Vegan, Mexican restaurant Flacos stays afloat amid pandemic

Photo of Flaco's Restaurant
Gisselle Reyes/Staff
Enduring the effects of the COVID-19 pandemic since its beginning, Flacos, a vegan Mexican restaurant in Berkeley, continues to stand strong.

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Since the beginning of the pandemic, Flacos, a vegan Mexican restaurant in Berkeley, has felt the effects of COVID-19 but remains resilient.

The idea to create a vegan Mexican restaurant began with founder Antonio Magana in 2000, according to the restaurant’s website. The restaurant opened its first location in Berkeley in early March 2010. Before the physical location opened, Flacos started selling food in the fall of 2001 at the Berkeley Farmers’ Market, according to the website.

Anthony Magana, nephew of Antonio Magana, inherited the business from Antonio Magana. He said Flacos is special because the recipes at the restaurant are all family recipes.

“One thing my uncle wanted to do was to show that you don’t have to sacrifice flavor and authenticity for meat and dairy,” Anthony Magana said.

Flacos has struggled in the last year due to the COVID-19 pandemic. From March 17 to May 5, the restaurant was closed, according to Anthony Magana.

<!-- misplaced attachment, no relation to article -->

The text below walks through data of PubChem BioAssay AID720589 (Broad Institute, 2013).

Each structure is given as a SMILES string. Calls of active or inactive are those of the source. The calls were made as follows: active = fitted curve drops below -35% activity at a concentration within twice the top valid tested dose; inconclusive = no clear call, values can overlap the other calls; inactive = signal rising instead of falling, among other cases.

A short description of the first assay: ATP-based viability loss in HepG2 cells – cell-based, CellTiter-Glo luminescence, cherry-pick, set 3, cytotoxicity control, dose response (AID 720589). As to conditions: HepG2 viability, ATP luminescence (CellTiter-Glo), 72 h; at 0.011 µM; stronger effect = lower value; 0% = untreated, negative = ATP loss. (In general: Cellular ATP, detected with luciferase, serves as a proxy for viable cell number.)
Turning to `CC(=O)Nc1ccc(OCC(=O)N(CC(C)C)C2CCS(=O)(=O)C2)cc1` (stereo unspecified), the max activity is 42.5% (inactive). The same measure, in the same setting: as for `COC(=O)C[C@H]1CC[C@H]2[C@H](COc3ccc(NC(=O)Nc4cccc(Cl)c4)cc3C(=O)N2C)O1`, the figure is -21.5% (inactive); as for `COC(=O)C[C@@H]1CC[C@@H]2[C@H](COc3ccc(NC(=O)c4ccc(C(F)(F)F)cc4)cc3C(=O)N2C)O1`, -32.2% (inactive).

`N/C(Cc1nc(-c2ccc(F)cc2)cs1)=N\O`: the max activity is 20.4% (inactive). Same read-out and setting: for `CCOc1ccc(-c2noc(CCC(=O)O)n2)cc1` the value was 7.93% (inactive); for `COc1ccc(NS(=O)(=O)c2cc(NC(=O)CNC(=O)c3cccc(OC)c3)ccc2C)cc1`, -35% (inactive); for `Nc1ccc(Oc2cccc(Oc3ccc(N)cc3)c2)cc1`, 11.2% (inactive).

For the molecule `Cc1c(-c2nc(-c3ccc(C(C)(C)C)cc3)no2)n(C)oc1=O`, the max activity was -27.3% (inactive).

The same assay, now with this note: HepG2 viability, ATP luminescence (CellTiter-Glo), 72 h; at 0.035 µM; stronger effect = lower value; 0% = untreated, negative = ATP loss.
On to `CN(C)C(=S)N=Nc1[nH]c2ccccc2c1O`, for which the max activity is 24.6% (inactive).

The most difficult part of the situation is predicting sales week to week, Anthony Magana said. He added that it’s hard to project how to staff the restaurant because this year’s sales are very different from last year’s sales.

“When it first hit, we didn’t really have the infrastructure to stay open,” Anthony Magana said. “Since the beginning of COVID, we really haven’t had a steady income.”

Despite these challenges, Anthony Magana said the restaurant is not in “code red.” The family received federal government aid through the Paycheck Protection Program initially and are now hoping for help through a local government grant it applied for.

Additionally, Anthony Magana said they are at 50% of how they normally do, which he said was “amazing” and something that he thought would not be possible.

He added that, as the situation currently stands, Flacos is not “business as usual,” but the restaurant is getting by.

“Everything that we do is for our community, people that love us, people that want us, people that want alternative healthy food,” Anthony Magana said. “That’s what we’re here for.”

Contact Shylie Ati at [email protected] and follow her on Twitter at @shylieati.